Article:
abstract = "Background: Women who experience intimate partner violence (IPV) have a greater risk for adverse health outcomes, suggesting the importance of preventive services in this group. Little prior research has explored how IPV exposure impacts receipt of relevant preventive services. We assess the prospective association of IPV exposure with receiving specific preventive services. Methods: Women in the Central Pennsylvania Women's Health Study's longitudinal cohort study (conducted 2004-2007; n = 1,420) identified past-year exposure to IPV at baseline and receipt of IPV-relevant preventive services (counseling for safety and violence concerns, tests for sexually transmitted infections [STIs], counseling for STIs, Pap testing, counseling for smoking/tobacco use, alcohol/drug use, and birth control) at 2-year follow-up. Multiple logistic regression analysis assessed the impact of IPV on service receipt, controlling for relevant covariates. Findings: Women exposed to IPV had greater odds of receiving safety and violence counseling (adjusted odds ratio [AOR], 2.40; 95{\%} confidence interval [CI], 1.25-4.61), and tests for STIs (AOR, 2.46; 95{\%} CI, 1.41-4.28) compared with women who had not been exposed to IPV. Independent of other predictors, including IPV, women who saw an obstetrician-gynecologist were more likely to receive Pap tests, STI/HIV testing and counseling, and birth control counseling, compared with women who had not seen an obstetrician-gynecologist. Conclusion: Overall rates of preventive service receipt for all women in the sample were low. Women exposed to IPV were more likely to receive safety and violence counseling and STI testing, and seeing an obstetrician-gynecologist increased the odds of receiving several preventive services.",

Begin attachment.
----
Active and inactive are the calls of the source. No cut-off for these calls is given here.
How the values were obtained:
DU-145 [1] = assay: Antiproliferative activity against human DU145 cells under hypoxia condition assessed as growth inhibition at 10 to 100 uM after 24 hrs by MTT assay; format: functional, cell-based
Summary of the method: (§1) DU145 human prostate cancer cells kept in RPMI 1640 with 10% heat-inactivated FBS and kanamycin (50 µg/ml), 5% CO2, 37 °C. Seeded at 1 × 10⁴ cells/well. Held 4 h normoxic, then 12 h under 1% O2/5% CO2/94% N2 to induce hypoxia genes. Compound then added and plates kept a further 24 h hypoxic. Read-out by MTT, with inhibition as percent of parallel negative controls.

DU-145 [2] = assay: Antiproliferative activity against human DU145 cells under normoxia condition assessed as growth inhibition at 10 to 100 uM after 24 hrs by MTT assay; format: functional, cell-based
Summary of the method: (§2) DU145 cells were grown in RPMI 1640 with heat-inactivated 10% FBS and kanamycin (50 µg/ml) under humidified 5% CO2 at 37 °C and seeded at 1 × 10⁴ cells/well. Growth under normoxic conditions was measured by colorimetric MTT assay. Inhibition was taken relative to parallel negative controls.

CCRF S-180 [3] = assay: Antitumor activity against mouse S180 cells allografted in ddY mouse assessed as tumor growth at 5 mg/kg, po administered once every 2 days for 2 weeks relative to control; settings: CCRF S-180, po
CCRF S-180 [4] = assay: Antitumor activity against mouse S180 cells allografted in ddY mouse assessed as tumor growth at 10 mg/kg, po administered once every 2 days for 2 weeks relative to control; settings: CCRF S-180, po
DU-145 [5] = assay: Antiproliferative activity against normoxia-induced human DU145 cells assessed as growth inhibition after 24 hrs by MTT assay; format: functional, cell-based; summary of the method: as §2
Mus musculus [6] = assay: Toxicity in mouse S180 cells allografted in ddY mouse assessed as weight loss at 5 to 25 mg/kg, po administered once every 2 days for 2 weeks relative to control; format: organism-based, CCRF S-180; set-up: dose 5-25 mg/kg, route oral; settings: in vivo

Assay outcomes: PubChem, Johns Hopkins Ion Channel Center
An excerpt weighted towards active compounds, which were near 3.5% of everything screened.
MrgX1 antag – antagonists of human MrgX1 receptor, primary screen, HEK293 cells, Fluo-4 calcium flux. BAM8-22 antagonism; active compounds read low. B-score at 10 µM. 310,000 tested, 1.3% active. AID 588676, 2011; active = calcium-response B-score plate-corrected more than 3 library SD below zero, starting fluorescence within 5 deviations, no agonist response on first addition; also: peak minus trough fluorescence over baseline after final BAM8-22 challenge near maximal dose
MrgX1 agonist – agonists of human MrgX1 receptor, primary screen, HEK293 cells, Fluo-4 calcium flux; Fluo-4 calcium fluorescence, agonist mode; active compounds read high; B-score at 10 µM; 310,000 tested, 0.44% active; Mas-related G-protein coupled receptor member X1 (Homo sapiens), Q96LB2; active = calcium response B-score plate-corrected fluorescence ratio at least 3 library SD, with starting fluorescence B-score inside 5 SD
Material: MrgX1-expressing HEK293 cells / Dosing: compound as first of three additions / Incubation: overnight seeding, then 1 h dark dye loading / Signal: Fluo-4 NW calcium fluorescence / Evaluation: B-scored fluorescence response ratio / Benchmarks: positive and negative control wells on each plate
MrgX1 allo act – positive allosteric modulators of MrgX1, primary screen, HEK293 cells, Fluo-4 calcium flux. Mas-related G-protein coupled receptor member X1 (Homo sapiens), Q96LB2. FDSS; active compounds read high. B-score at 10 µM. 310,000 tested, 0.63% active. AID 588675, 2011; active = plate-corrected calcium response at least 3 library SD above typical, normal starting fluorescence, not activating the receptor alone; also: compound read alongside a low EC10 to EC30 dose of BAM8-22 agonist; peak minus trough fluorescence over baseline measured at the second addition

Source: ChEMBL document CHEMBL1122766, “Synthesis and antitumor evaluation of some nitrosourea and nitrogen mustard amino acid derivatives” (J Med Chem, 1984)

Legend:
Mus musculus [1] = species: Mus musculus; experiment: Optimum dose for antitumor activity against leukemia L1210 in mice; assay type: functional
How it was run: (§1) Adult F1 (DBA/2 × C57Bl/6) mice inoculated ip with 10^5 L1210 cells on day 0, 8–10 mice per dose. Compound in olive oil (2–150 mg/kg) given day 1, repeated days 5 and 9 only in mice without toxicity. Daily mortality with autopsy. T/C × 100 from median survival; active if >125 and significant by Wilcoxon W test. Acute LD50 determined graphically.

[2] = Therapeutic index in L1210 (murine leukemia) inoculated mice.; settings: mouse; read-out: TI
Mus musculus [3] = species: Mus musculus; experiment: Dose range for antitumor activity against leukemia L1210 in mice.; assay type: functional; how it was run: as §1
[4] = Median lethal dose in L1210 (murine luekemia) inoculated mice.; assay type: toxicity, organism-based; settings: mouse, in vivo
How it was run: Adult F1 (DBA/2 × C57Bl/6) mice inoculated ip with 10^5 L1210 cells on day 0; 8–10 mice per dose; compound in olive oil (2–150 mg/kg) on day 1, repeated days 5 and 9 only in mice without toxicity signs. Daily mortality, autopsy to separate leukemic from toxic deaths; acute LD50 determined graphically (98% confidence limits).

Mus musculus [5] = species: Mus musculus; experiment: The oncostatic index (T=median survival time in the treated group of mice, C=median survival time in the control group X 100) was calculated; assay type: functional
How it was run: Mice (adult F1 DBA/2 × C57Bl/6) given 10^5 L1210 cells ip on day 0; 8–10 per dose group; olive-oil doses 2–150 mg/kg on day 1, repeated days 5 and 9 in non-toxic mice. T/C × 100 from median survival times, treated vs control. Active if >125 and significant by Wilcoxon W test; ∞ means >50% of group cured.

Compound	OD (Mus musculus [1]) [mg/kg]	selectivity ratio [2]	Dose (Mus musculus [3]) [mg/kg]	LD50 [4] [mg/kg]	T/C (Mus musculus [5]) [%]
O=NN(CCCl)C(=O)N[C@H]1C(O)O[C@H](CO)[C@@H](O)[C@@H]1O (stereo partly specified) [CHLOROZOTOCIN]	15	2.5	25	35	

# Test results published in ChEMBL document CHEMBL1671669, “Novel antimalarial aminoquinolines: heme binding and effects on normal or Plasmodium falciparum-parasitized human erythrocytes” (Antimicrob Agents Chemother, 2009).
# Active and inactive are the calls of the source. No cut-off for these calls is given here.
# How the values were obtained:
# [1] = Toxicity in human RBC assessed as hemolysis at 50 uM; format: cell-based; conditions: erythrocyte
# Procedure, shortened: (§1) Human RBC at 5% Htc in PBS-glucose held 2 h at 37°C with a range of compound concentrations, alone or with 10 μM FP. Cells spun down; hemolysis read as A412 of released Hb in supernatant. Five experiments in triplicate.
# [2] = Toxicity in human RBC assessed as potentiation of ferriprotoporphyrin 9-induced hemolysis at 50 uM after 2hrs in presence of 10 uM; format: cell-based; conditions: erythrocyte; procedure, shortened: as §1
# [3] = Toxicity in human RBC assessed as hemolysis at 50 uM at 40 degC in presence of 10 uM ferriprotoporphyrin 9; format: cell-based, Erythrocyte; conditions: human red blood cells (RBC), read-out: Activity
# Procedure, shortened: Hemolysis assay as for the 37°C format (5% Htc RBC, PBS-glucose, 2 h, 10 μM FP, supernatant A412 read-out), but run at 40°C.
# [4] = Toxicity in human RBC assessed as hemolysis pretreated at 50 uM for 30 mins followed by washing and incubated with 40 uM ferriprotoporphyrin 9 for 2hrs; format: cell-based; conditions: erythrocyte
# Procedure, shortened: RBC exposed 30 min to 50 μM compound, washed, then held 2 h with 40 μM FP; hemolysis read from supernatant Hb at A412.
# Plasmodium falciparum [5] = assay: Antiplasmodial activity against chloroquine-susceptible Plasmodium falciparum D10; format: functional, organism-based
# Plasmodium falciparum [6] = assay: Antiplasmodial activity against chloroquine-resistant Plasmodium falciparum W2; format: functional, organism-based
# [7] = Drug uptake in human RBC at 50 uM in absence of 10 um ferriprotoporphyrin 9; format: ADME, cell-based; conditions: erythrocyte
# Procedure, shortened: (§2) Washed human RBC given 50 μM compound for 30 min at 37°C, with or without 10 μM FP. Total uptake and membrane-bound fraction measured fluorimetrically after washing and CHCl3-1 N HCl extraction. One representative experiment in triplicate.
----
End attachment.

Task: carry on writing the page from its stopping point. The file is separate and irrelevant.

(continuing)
author = "McCall-Hosenfeld, {Jennifer S.} and Chuang, {Cynthia H.} and Weisman, {Carol S.}",
year = "2013",
month = "3",
day = "1",
doi = "10.1016/j.whi.2012.12.006",
language = "English (US)",
volume = "23",
pages = "e109--e116",
journal = "Women's Health Issues",
issn = "1049-3867",
publisher = "Elsevier USA",
number = "2",

}

TY - JOUR

T1 - Prospective Association of Intimate Partner Violence with Receipt of Clinical Preventive Services in Women of Reproductive Age

AU - McCall-Hosenfeld, Jennifer S.

AU - Chuang, Cynthia H.

AU - Weisman, Carol S.

PY - 2013/3/1

Y1 - 2013/3/1